Welcome to our Peculiar Pet Facts series, where we investigate the oddities of our pets and explore the science behind them.
Dogs use their nose for a lot of things: communicating with each other, tracking down the treat jar and finding their way home. But did you know that some dogs can be trained to detect diseases or potential health issues in people? Here are some examples of how specially trained dogs can potentially save someone’s life or improve their quality of life.
Most dogs have to undergo rigorous training to detect cancer, but the first published report was of a dog who detected cancer in his owner all by himself. A letter published in the respected medical journal Lancet in 1989 described how a dog constantly sniffed a mole on his owner’s leg and even tried to bite it. The owner eventually became concerned herself, and a visit to her doctor confirmed the mole was a malignant melanoma (skin cancer).
Scientists believe that cancer-sniffing dogs can detect volatile chemicals that are released by malignant (cancerous) cells. These dogs can’t tell the difference between cancer types, but they have been able to detect lung, prostate, colorectal, breast, bladder, ovarian and skin cancers. Their specialty sniffers can detect cancer in human blood, tissue, urine and even breath.
Diabetic Alert Dogs
Our body uses glucose as its main energy source, and if glucose levels are too low (hypoglycemia) or too high (hyperglycemia) it can mean a medical emergency for people with diabetes. Some people with diabetes have a tiny sensor under their skin which continuously monitors their glucose levels and alerts them to an issue. But not everyone has access to a monitor like this.
Another option is a Diabetic Alert Dog. These dogs are trained to detect a chemical change (odor) and perform an alert if their owner’s blood sugar level drops too low or goes too high. That way their owner can act before it becomes an emergency. A Diabetic Alert Dog can help people with diabetes lead a more independent lifestyle.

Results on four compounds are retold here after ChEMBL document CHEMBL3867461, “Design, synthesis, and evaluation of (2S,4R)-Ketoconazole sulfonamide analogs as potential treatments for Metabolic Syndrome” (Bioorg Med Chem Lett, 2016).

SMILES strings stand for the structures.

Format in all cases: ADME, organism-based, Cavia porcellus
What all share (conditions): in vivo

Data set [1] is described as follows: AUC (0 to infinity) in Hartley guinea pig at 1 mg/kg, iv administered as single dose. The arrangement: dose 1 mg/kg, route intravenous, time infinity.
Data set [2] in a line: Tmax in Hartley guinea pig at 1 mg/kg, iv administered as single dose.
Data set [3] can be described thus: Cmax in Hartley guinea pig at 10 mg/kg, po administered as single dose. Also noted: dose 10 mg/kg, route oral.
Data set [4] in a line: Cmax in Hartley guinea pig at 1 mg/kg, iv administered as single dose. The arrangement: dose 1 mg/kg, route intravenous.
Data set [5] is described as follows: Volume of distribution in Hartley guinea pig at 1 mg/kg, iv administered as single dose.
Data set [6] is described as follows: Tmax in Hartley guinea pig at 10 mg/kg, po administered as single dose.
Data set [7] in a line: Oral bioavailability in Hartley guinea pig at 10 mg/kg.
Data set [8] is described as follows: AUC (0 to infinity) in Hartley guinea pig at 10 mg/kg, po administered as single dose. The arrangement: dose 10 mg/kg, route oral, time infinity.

Celiac disease is a genetic autoimmune disorder that causes an immune response in the small intestine when people with the disease eat gluten (the protein in barley, rye and wheat). The immune system of people with celiac disease can destroy the lining of the small intestine, preventing the absorption of nutrients, which can lead to weight loss.
Gluten-detecting dogs are trained to alert their owners if they are near a source of gluten. There are obvious sources of gluten (like bread, pizza and crackers), but gluten can also be in items like lip balm and toothpaste. Celiac service dogs can help their owners detect the not-so-obvious sources of gluten.
It’s expensive and time-consuming training, but these specially trained dogs just might save someone’s life. And that’s a great use for a peculiar sniffing skill!